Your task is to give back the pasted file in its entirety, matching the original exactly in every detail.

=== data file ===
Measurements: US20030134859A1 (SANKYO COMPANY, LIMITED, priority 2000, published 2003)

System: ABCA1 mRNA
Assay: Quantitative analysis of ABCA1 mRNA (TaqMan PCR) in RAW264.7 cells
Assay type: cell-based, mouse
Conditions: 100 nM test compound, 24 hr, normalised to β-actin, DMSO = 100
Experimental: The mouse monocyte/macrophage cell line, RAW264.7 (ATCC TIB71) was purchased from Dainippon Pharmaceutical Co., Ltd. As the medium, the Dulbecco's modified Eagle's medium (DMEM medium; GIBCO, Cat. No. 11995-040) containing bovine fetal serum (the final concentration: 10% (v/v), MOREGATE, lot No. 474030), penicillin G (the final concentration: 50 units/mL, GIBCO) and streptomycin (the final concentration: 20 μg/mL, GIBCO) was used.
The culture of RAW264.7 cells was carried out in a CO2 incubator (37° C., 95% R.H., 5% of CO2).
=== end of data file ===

Measurements: US20030134859A1 (SANKYO COMPANY, LIMITED, priority 2000, published 2003)

System: ABCA1 mRNA
Assay: Quantitative analysis of ABCA1 mRNA (TaqMan PCR) in RAW264.7 cells
Assay type: cell-based, mouse
Conditions: 100 nM test compound, 24 hr, normalised to β-actin, DMSO = 100
Experimental: The mouse monocyte/macrophage cell line, RAW264.7 (ATCC TIB71) was purchased from Dainippon Pharmaceutical Co., Ltd. As the medium, the Dulbecco's modified Eagle's medium (DMEM medium; GIBCO, Cat. No. 11995-040) containing bovine fetal serum (the final concentration: 10% (v/v), MOREGATE, lot No. 474030), penicillin G (the final concentration: 50 units/mL, GIBCO) and streptomycin (the final concentration: 20 μg/mL, GIBCO) was used.
The culture of RAW264.7 cells was carried out in a CO2 incubator (37° C., 95% R.H., 5% of CO2).